Hospira

German drug company faces involvement in US executions


June 8, 2012 Source : http://www.reprieve.org.uk

A German drug company, Fresenius Kabi, may become the prime supplier of execution drugsto US death rows following the move by the State of Missouri to use propofol in lethal injections last month.

The switch to propofol, which was announced by Missouri prison on the 17th May, is a response to the unavailability of the previously used execution drugs, sodium thiopental and pentobarbital. Other States, also unable to procure the old execution drugs, are now likely to follow suit.

Propofol, a widely used anaesthetic agent, is manufactured by two companies in the US: German pharmaceutical company, Fresenius Kabi (under the tradename, Diprivan), and Hospira. Ongoing problems at Hospira’s plant mean that Fresenius Kabi has been the principle supplier of the drug to the US for over 18 months.

Missouri was forced to change its protocol following action by European pharmaceutical manufacturer, Lundbeck, and the European Commission to prevent the use of European medicines in executions.

Reprieve is in dialogue with the CEO of Fresenius Kabi, Rainer Baule, on this issue. Reprieve worked closely with Lundbeck on the distribution controls put in place to prevent the use of Lundbeck’s pentobarbital in executions and propose that Fresenius Kabi take similar steps to prevent the use of their medicines in lethal injections in the US.

Reprieve is also in contact with the German government on this issue. The German government is vigorously opposed to capital punishment and has previously refused an official request from US authorities for sodium thiopental for use in executions.

Following the protocol change, Missouri DOC requested that execution dates be set for nine death row prisoners.

Maya Foa, Head of Reprieve’s Lethal Injection Project, says: “This is an extremely disturbing development for any pharmaceutical company, but particularly one based in Europe. Fresenius Kabi’s motto is ‘Caring For Life’; it would be disastrous for the company if involvement in executions were to make a mockery of this noble commitment.

No one wants to see German drugs used to execute people. Fortunately for Fresenius, there are simple and effective ways that the company could prevent prisons from using their drugs in executions. Fresenius must act quickly, however, otherwise they risk becoming the primary facilitator of capital punishment in the USA.”

US – US hospitals face medicine shortages as crucial supplies diverted to executions


May 8, 2012 Sourcehttp://www.reprieve.org.uk

US hospitals are facing shortages of a key medicine used in surgical anaesthesia as death rows stockpile the same drug for use in executions, new figures have shown.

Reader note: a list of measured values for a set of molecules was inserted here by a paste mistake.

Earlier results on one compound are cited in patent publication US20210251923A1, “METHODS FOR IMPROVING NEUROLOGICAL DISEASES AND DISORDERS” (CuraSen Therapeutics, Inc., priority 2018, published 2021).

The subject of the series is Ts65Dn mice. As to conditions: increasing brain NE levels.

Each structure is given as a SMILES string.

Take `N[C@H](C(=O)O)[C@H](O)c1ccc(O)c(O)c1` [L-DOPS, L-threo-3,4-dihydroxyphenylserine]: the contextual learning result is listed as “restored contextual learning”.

Prisons across the USA are holding large stockpiles of pancuronium bromide, a paralysing agent designed to relax muscles during surgery, in order to use it as part of a three-drug execution ‘cocktail.’

The US Food and Drug administration (FDA) has repeatedly warned that the country is facing shortages of the medicine, which date back as far as 2010. Yet various Departments of Corrections, which don’t use the drug for medicinal purposes, but only in executions, are hoarding large quantities. Virginia alone, for example, holds 60 vials of the drug, enough to treat roughly 50-60 patients in emergency medical operations.

The executing states’ behaviour is particularly controversial as the use of pancuroniumwhich slowly suffocates the prisoner is not even necessary in executions, as a third drug is employed to stop the heart. The second stage is purely cosmetic, paralysing the prisoner so that onlookers can’t see any signs that they might be in distress. Worse still, by paralysing the prisoner, the use of pancuronium creates a serious risk that they will be left unable to signal that the first drug, an anaesthetic, has failed to work – and therefore will die in excruciating pain, unable to move or even to speak.

Legal action charity Reprieve is calling on manufacturers to put in place procedures to ensure that the drug reaches only legitimate, medical users, and is not diverted to execution chambers – which will also help to reduce the shortages hospitals currently face.

Pancuronium bromide is manufactured by Hospira, a company which has repeatedly stated its opposition to the use of its medicines in executions. Thus far, however, it has taken no active steps to prevent this use. The result is that Hospira’s pancuronium bromide is currently unavailable for the doctors who have legitimate medical need for it, while executioners apparently have ample supplies.  

Reprieve investigator, Maya Foa said: “Regardless of your views on the death penalty, it cannot be right that hospitals are facing shortages of medicines while executing chambers sit on huge stockpiles. These drugs are being diverted from their legitimate, medical use in order to kill. Manufacturers like Hospira must put in place controls to ensure this is not allowed to happen.”